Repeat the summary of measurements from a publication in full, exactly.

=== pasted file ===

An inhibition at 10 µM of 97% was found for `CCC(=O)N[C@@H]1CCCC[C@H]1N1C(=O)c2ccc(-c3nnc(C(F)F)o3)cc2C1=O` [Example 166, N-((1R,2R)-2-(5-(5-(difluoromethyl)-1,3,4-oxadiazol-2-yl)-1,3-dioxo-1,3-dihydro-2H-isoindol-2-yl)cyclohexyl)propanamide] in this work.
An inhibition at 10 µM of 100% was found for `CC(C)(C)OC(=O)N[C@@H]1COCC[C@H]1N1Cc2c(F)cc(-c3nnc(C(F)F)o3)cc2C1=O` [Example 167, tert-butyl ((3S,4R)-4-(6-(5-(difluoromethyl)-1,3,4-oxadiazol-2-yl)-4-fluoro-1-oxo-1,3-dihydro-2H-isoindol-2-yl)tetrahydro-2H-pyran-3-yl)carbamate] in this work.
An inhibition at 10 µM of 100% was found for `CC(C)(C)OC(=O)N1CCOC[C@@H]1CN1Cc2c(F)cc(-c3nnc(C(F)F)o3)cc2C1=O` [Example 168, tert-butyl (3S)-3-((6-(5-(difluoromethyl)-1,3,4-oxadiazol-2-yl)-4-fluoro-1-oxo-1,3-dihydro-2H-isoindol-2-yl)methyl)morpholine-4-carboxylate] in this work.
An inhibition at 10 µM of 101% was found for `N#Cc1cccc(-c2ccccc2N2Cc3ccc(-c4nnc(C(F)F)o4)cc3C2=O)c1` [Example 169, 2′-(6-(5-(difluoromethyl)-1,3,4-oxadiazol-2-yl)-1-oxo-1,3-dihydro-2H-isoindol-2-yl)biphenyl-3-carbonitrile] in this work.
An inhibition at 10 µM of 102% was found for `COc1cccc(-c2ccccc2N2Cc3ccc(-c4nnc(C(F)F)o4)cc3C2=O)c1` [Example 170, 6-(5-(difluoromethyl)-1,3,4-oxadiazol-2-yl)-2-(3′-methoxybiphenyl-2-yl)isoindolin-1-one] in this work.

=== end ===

An inhibition at 10 µM of 97% was found for `CCC(=O)N[C@@H]1CCCC[C@H]1N1C(=O)c2ccc(-c3nnc(C(F)F)o3)cc2C1=O` [Example 166, N-((1R,2R)-2-(5-(5-(difluoromethyl)-1,3,4-oxadiazol-2-yl)-1,3-dioxo-1,3-dihydro-2H-isoindol-2-yl)cyclohexyl)propanamide] in this work.
An inhibition at 10 µM of 100% was found for `CC(C)(C)OC(=O)N[C@@H]1COCC[C@H]1N1Cc2c(F)cc(-c3nnc(C(F)F)o3)cc2C1=O` [Example 167, tert-butyl ((3S,4R)-4-(6-(5-(difluoromethyl)-1,3,4-oxadiazol-2-yl)-4-fluoro-1-oxo-1,3-dihydro-2H-isoindol-2-yl)tetrahydro-2H-pyran-3-yl)carbamate] in this work.
An inhibition at 10 µM of 100% was found for `CC(C)(C)OC(=O)N1CCOC[C@@H]1CN1Cc2c(F)cc(-c3nnc(C(F)F)o3)cc2C1=O` [Example 168, tert-butyl (3S)-3-((6-(5-(difluoromethyl)-1,3,4-oxadiazol-2-yl)-4-fluoro-1-oxo-1,3-dihydro-2H-isoindol-2-yl)methyl)morpholine-4-carboxylate] in this work.
An inhibition at 10 µM of 101% was found for `N#Cc1cccc(-c2ccccc2N2Cc3ccc(-c4nnc(C(F)F)o4)cc3C2=O)c1` [Example 169, 2′-(6-(5-(difluoromethyl)-1,3,4-oxadiazol-2-yl)-1-oxo-1,3-dihydro-2H-isoindol-2-yl)biphenyl-3-carbonitrile] in this work.
An inhibition at 10 µM of 102% was found for `COc1cccc(-c2ccccc2N2Cc3ccc(-c4nnc(C(F)F)o4)cc3C2=O)c1` [Example 170, 6-(5-(difluoromethyl)-1,3,4-oxadiazol-2-yl)-2-(3′-methoxybiphenyl-2-yl)isoindolin-1-one] in this work.